It’s more common for the writer just to punt and write about people punching each other repeatedly in the jaw, which is dull. I think to jazz up a fight, writers should give themselves the challenge of trying to incorporate the setting into the fight, or have one of the characters use an unusual prop. Remember in Alien when the android tries to shove the rolled-up magazine down Sigourney Weaver’s throat? What a horrific, brilliant, memorable image. I haven’t seen that movie in twelve years and I still remember that vividly. Would it be so vivid if he just punched her? No way. So that’s the challenge.
And I think, if anything, writers have to be willing to trust their instincts, even when they stretch logic. The rolled-up-magazine attack is a really odd choice, when you think about it. But in execution, it’s terrifying. There’s a similarly effective moment in the original Texas Chainsaw Massacre where one of the miscreants attacks a girl with a broom. Or in Stephen King’s Bag of Bones, where the villain attacks a swimmer by throwing rocks at him… the possibilities are endless.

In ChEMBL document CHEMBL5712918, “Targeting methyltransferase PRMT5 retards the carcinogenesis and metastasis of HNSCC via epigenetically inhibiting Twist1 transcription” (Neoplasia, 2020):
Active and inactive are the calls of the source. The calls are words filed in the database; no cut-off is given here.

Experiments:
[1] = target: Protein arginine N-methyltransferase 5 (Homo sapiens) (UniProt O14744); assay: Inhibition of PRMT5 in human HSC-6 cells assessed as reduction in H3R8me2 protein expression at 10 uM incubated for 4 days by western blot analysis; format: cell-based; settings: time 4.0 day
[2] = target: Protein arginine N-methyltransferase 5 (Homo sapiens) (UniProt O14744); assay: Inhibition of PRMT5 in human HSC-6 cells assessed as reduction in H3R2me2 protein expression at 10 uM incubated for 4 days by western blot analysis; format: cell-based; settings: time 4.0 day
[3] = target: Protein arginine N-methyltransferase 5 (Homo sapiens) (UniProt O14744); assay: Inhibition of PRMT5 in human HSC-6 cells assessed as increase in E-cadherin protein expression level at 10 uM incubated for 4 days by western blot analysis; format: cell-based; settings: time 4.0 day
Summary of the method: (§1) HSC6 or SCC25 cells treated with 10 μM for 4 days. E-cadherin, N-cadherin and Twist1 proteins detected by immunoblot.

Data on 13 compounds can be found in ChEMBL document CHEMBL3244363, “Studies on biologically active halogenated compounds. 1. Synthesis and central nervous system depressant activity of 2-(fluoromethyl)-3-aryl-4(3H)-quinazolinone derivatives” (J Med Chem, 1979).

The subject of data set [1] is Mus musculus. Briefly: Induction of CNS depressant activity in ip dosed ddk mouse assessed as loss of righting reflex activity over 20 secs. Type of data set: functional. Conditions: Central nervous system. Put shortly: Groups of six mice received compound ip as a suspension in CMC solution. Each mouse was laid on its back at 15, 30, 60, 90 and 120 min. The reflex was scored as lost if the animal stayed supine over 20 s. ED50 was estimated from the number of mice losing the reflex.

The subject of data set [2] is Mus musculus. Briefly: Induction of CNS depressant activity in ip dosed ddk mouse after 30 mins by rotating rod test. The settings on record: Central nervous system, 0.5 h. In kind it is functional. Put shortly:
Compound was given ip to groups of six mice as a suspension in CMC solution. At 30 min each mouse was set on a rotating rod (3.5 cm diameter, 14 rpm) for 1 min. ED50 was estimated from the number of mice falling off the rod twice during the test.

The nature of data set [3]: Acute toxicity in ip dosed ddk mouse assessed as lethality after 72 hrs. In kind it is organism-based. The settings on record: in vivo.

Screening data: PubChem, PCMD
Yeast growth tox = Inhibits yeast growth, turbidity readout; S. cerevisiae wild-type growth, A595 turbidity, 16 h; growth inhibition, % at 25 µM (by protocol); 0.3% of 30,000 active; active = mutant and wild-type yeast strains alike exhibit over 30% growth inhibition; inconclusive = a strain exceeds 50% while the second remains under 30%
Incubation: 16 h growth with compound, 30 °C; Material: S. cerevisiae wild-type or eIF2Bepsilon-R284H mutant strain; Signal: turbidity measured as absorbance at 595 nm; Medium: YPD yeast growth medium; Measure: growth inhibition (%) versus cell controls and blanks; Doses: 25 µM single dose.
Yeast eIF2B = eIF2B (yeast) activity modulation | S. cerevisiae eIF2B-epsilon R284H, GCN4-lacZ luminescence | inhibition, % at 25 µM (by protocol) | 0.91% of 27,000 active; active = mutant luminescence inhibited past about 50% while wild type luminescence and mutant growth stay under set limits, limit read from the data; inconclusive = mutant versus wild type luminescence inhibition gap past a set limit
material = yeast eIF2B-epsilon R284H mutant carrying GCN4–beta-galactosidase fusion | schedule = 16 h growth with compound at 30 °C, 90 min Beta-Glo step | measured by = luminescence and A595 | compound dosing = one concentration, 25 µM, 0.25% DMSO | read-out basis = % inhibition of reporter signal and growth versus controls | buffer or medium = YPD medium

The book comes out today. Can you give us a peek at one of your odd choices or memorable images from a Ring of Knives fight scene?
James L. Daniels: Actually, I’m going to resist giving a spoiler for the final fight, which I think is a lot of fun. But I’ll give you a preview of another Dead Man novella I’m working on. Its working title is The Beast Within, and hopefully Lee and Bill will like it enough to include it in their series. It begins with Matt defending a beautiful young woman against four nasty militia-types that he meets in a small Michigan town. They’re armed with these long, whip-like chains that are sometimes sold in survivalist magazines. They also carry tactical slingshots, and have at their disposal a big, tricked-out ATV. So it’s four against one, and all Matt has at his disposal is his wit, his instincts… and his grandfather’s axe. Let’s just say it was a fun scene to write!